A similar proportion of students felt safe/unsafe out of school as those who did in school. Most noticeable from the responses to this question, we can see that pupils reported feeling safer online than they did at school or out of school. Only 12% of pupils reported that they only felt fairly, not very or not very safe at all. With online safety being a considerable focus of the sector in recent years, it is interesting that pupils feel safer online than in and out of school.


A graph displaying "RECENTLY (IN THE LAST 6 MONTHS), HOW OFTEN HAVE YOU FELT UNSAFE…?". Showing how often pupils have felt unsafe. Helping school leaders to understand more about safeguarding children and young people.

Among pupils feeling unsafe in school in the past six months, one-third (33%) reported frequent discomfort. This underscores the significant impact of persistent feelings of unsafety.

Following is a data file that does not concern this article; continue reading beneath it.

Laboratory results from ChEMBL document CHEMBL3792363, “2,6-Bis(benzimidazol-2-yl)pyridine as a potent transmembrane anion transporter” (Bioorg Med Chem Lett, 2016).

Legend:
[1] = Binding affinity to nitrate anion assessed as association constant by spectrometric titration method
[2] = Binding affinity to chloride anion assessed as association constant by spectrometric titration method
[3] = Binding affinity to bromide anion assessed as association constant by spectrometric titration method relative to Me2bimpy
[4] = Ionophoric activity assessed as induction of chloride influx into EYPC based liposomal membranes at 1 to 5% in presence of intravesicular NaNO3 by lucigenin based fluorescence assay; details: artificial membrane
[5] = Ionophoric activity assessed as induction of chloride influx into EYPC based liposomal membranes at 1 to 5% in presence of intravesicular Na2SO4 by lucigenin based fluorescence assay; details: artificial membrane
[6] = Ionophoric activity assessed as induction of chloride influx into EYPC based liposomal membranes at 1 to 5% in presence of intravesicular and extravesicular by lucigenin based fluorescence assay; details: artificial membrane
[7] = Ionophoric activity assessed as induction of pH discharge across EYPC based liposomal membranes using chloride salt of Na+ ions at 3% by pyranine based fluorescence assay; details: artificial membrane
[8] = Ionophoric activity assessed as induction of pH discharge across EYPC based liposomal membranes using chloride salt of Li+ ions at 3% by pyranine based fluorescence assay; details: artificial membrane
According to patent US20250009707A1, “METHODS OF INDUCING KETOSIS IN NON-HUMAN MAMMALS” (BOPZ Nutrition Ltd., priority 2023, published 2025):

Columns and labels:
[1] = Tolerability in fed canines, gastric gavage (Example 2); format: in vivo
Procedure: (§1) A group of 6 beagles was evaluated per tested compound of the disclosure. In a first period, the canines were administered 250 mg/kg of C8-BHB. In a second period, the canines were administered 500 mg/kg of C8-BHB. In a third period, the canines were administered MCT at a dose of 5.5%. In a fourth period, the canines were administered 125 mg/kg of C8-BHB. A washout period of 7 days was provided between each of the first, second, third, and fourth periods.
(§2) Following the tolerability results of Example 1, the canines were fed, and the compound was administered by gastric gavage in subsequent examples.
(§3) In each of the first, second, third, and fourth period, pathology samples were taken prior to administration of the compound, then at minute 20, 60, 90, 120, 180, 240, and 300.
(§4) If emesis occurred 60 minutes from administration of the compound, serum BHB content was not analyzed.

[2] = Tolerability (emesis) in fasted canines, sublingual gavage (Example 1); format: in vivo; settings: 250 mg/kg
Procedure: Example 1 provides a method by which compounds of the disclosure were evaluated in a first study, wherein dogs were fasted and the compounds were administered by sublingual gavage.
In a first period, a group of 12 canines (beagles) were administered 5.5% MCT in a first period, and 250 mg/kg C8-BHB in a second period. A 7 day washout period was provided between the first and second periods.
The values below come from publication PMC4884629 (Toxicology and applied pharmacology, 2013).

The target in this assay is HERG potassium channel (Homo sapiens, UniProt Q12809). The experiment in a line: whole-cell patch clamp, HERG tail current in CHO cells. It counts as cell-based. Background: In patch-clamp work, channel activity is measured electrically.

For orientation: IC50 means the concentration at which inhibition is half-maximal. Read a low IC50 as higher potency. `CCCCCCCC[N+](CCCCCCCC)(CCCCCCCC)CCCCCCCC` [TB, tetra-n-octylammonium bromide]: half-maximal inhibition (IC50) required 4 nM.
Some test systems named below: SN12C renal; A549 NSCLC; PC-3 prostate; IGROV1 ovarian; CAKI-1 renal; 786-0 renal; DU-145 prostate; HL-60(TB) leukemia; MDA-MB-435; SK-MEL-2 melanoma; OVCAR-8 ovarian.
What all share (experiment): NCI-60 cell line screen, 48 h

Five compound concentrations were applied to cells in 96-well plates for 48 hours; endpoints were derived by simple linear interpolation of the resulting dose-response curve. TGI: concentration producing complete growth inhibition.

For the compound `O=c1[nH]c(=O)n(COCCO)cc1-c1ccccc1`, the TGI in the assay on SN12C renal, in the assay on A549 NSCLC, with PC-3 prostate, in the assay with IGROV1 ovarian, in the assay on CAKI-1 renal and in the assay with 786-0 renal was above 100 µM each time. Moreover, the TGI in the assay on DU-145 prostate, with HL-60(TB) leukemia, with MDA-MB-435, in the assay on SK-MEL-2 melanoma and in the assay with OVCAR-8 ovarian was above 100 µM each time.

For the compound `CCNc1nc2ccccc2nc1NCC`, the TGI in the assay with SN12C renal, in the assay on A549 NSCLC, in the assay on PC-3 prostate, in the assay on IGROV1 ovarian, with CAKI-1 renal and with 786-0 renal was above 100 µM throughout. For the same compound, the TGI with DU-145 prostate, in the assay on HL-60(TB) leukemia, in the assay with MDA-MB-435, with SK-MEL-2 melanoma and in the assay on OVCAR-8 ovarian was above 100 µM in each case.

This question allows pupils to encompass anything that makes them feel unsafe. It also highlights that pupils felt unsafe more frequently in school than online and outside school. 

Transitioning to experiences outside school, 26% of pupils reported frequent feelings of unsafety in the same six months. This highlights the persistence of discomfort beyond the school environment. Of those who reported feeling unsafe online,19% felt unsafe many times or more. Showing that pupils felt safer online than in and outside school again.

Safeguarding children and young people: where did pupils report feeling unsafe?

In the pupil safeguarding review, we asked pupils where inside school and outside school they were when they felt unsafe. With the aim of learning more about how schools and trusts can enhance safeguarding, the goal is clear. Within this section of the blog, we will look at where pupils felt least and most safe.